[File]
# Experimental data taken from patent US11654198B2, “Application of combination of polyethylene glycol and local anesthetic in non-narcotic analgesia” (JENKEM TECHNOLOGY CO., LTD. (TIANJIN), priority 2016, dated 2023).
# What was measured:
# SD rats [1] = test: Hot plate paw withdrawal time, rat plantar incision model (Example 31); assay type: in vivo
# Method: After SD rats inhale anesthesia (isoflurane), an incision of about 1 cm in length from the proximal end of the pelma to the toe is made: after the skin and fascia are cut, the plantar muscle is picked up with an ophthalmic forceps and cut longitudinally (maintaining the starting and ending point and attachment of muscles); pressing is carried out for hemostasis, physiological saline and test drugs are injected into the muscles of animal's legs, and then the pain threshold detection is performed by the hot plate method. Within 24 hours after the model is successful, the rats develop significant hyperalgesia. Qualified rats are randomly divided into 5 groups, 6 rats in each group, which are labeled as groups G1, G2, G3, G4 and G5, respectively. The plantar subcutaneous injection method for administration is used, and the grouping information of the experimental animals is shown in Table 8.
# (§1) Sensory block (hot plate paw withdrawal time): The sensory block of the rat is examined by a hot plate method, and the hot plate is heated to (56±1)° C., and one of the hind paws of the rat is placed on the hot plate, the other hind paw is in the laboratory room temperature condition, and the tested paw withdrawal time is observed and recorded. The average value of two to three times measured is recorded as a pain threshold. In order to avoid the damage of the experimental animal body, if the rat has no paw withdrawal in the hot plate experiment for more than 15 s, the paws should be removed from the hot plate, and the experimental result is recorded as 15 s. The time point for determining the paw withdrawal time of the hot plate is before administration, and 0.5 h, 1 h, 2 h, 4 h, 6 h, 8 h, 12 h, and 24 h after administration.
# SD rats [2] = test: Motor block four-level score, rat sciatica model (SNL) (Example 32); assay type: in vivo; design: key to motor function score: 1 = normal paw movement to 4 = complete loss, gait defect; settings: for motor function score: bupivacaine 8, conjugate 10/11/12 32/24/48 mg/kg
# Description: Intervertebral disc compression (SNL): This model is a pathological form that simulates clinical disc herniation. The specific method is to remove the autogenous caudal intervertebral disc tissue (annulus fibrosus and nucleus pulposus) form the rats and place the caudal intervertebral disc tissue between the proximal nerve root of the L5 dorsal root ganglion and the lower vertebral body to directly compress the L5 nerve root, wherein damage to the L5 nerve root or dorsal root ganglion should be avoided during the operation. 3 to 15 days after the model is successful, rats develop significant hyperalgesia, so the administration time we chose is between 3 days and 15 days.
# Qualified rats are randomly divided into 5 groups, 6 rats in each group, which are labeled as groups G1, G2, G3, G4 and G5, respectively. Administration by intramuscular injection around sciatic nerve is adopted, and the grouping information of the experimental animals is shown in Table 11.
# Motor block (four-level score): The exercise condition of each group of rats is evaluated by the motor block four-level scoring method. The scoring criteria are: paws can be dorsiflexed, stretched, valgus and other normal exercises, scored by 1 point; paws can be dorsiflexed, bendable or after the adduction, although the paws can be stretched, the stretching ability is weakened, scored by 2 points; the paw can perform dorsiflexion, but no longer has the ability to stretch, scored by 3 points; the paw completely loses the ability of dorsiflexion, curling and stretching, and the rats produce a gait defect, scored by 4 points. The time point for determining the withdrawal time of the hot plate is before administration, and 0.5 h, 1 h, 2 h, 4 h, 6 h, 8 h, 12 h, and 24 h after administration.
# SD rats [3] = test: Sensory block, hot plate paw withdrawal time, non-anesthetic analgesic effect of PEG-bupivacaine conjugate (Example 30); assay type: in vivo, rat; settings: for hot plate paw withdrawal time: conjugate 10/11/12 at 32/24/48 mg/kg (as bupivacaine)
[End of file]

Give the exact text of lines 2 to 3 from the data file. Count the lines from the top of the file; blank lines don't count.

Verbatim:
# What was measured:
# SD rats [1] = test: Hot plate paw withdrawal time, rat plantar incision model (Example 31); assay type: in vivo